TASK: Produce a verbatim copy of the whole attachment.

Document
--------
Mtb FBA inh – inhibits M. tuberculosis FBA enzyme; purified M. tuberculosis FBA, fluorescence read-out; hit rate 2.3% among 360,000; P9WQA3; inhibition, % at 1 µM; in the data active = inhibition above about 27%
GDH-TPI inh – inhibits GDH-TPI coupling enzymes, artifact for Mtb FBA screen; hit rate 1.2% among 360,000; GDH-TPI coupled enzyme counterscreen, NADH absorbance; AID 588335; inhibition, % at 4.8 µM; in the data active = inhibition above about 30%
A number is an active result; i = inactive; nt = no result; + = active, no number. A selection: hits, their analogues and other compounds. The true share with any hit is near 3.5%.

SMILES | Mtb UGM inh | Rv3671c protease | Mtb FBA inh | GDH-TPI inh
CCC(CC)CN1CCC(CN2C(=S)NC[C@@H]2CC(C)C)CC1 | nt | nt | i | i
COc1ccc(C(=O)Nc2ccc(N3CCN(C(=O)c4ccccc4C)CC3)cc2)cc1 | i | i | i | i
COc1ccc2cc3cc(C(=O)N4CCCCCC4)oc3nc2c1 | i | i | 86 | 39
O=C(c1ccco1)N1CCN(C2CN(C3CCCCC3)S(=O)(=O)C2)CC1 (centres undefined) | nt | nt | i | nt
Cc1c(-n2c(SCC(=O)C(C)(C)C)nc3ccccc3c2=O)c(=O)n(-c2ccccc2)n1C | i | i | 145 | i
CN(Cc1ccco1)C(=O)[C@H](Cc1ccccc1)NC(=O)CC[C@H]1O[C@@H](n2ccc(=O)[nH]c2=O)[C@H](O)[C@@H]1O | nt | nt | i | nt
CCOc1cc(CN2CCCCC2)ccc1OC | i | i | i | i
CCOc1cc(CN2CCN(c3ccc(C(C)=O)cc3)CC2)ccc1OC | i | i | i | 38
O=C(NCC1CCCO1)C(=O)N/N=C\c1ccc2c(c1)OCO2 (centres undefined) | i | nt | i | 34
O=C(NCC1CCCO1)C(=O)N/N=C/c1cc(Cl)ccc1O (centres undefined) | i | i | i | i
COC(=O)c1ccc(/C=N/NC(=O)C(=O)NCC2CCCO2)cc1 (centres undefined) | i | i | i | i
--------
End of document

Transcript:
Mtb FBA inh – inhibits M. tuberculosis FBA enzyme; purified M. tuberculosis FBA, fluorescence read-out; hit rate 2.3% among 360,000; P9WQA3; inhibition, % at 1 µM; in the data active = inhibition above about 27%
GDH-TPI inh – inhibits GDH-TPI coupling enzymes, artifact for Mtb FBA screen; hit rate 1.2% among 360,000; GDH-TPI coupled enzyme counterscreen, NADH absorbance; AID 588335; inhibition, % at 4.8 µM; in the data active = inhibition above about 30%
A number is an active result; i = inactive; nt = no result; + = active, no number. A selection: hits, their analogues and other compounds. The true share with any hit is near 3.5%.

SMILES | Mtb UGM inh | Rv3671c protease | Mtb FBA inh | GDH-TPI inh
CCC(CC)CN1CCC(CN2C(=S)NC[C@@H]2CC(C)C)CC1 | nt | nt | i | i
COc1ccc(C(=O)Nc2ccc(N3CCN(C(=O)c4ccccc4C)CC3)cc2)cc1 | i | i | i | i
COc1ccc2cc3cc(C(=O)N4CCCCCC4)oc3nc2c1 | i | i | 86 | 39
O=C(c1ccco1)N1CCN(C2CN(C3CCCCC3)S(=O)(=O)C2)CC1 (centres undefined) | nt | nt | i | nt
Cc1c(-n2c(SCC(=O)C(C)(C)C)nc3ccccc3c2=O)c(=O)n(-c2ccccc2)n1C | i | i | 145 | i
CN(Cc1ccco1)C(=O)[C@H](Cc1ccccc1)NC(=O)CC[C@H]1O[C@@H](n2ccc(=O)[nH]c2=O)[C@H](O)[C@@H]1O | nt | nt | i | nt
CCOc1cc(CN2CCCCC2)ccc1OC | i | i | i | i
CCOc1cc(CN2CCN(c3ccc(C(C)=O)cc3)CC2)ccc1OC | i | i | i | 38
O=C(NCC1CCCO1)C(=O)N/N=C\c1ccc2c(c1)OCO2 (centres undefined) | i | nt | i | 34
O=C(NCC1CCCO1)C(=O)N/N=C/c1cc(Cl)ccc1O (centres undefined) | i | i | i | i
COC(=O)c1ccc(/C=N/NC(=O)C(=O)NCC2CCCO2)cc1 (centres undefined) | i | i | i | i